Lew

                                 

                                -----Original Message-----
                                From: beekeeping@yahoogroups.com [mailto:beekeeping@yahoogroups.com] On Behalf Of LaRae Pranter
                                Sent: Friday, April 29, 2005 1:52 PM
                                To: beekeeping@yahoogroups.com
                                Subject: Re: [beekeeping] Queens

                                 

                                Hmmmmm interesting...so I just have to learn to identify the queen body and the mark on her thorax.

                                 

                                At the beekeepers meeting last week, it was discussed about how a couple people lost bees because their queen was a virgin.   I wonder why bees sometime don't like a virgin queen?

                                 

                                 

                                LaRae

                                ----- Original Message -----

                                From: LEW BEST

                                Sent: Friday, April 29, 2005 12:30 PM

                                Subject: RE: [beekeeping] Queens

                                 

                                See below

                                 

                                Lew

                                 

                                -----Original Message-----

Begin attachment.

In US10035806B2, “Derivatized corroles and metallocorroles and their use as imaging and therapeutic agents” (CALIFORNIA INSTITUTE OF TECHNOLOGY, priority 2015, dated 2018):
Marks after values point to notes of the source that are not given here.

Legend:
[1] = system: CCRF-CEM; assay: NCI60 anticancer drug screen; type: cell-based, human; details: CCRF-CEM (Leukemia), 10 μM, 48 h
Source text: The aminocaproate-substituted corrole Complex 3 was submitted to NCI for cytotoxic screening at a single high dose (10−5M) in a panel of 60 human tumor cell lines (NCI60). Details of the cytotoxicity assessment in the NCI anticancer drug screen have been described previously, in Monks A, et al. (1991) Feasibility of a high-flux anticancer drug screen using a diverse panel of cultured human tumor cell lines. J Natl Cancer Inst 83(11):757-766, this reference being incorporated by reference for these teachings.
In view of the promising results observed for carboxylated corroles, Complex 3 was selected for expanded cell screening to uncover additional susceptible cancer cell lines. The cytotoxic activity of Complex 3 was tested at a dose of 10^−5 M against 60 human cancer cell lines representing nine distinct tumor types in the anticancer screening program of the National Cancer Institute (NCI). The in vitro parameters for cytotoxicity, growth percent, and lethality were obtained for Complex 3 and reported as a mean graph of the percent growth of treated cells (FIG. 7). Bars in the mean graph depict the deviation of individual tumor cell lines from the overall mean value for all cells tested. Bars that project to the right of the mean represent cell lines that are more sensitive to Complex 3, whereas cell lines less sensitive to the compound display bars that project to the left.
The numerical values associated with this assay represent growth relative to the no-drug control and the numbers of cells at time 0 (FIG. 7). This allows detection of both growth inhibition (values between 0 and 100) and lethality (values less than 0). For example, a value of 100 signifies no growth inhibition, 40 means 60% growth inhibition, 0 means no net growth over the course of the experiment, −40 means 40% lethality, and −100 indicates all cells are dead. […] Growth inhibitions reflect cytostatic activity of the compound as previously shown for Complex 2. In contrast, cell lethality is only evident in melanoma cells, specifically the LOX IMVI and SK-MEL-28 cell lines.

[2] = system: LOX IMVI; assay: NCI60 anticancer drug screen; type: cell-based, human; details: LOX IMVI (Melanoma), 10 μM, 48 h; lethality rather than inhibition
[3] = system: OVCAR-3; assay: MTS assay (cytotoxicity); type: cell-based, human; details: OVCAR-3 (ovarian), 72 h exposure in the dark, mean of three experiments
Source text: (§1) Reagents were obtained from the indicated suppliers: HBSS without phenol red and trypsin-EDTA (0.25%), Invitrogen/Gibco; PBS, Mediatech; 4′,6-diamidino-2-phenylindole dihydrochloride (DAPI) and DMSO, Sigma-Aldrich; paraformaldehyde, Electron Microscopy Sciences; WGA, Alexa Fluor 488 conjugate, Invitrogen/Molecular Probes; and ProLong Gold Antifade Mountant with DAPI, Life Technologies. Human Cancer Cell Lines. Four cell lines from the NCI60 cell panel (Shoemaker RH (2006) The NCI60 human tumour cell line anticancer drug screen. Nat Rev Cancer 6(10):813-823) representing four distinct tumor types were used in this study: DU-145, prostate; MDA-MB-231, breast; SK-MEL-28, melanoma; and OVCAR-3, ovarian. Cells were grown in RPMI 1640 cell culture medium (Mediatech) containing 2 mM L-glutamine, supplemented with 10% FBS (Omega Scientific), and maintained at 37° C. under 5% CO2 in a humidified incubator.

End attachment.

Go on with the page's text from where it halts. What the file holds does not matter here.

From: beekeeping@yahoogroups.com [mailto:beekeeping@yahoogroups.com] On Behalf Of LaRae Pranter
                                Sent: Friday, April 29, 2005 11:21 AM
                                To: beekeeping@yahoogroups.com
                                Subject: [beekeeping] Queens

                                 

                                If my queen is marked, how long will she stay marked?   Is one method better than another?

                                For life; the colored spot on her thorax is a certain color for each year so you can tell her age.  Also maker easy to find if you want to.

                                 

                                Also...why would one need to use a queen cell protector?

                                Used some way in queen rearing; not sure how.

                                 

                                What are queen clipping sissors used for?

                                Some feel clipping one wing will keep the queen from flying off with a swarm.  Controversial; most feel that a virgin queen will leave with a swarm anyway if the hive gets in the “swarming mood.”

                                 

                                Lew

                                  

                                 

                                 

                                LaRae 

                                 

                                 

                              • FarmerBrown49@aol.com
                                I know most people re-queen in the spring and that is why I am witting this now. I am looking for a few exceptional Italian queens for this coming spring. I